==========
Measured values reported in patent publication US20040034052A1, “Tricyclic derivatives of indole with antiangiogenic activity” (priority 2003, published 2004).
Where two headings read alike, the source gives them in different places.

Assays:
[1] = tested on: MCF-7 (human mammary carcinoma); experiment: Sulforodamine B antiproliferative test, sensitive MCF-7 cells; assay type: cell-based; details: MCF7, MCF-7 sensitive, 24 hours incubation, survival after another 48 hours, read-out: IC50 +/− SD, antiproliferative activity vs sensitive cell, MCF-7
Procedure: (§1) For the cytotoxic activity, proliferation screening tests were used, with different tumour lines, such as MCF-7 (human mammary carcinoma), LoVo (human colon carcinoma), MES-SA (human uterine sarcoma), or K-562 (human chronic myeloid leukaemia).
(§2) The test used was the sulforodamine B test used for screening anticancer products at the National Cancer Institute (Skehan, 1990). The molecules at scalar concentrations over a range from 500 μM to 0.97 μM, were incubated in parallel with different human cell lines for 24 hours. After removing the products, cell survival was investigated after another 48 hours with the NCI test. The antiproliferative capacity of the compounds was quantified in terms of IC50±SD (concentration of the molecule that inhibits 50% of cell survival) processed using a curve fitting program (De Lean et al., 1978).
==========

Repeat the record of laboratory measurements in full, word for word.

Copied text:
Measured values reported in patent publication US20040034052A1, “Tricyclic derivatives of indole with antiangiogenic activity” (priority 2003, published 2004).
Where two headings read alike, the source gives them in different places.

Assays:
[1] = tested on: MCF-7 (human mammary carcinoma); experiment: Sulforodamine B antiproliferative test, sensitive MCF-7 cells; assay type: cell-based; details: MCF7, MCF-7 sensitive, 24 hours incubation, survival after another 48 hours, read-out: IC50 +/− SD, antiproliferative activity vs sensitive cell, MCF-7
Procedure: (§1) For the cytotoxic activity, proliferation screening tests were used, with different tumour lines, such as MCF-7 (human mammary carcinoma), LoVo (human colon carcinoma), MES-SA (human uterine sarcoma), or K-562 (human chronic myeloid leukaemia).
(§2) The test used was the sulforodamine B test used for screening anticancer products at the National Cancer Institute (Skehan, 1990). The molecules at scalar concentrations over a range from 500 μM to 0.97 μM, were incubated in parallel with different human cell lines for 24 hours. After removing the products, cell survival was investigated after another 48 hours with the NCI test. The antiproliferative capacity of the compounds was quantified in terms of IC50±SD (concentration of the molecule that inhibits 50% of cell survival) processed using a curve fitting program (De Lean et al., 1978).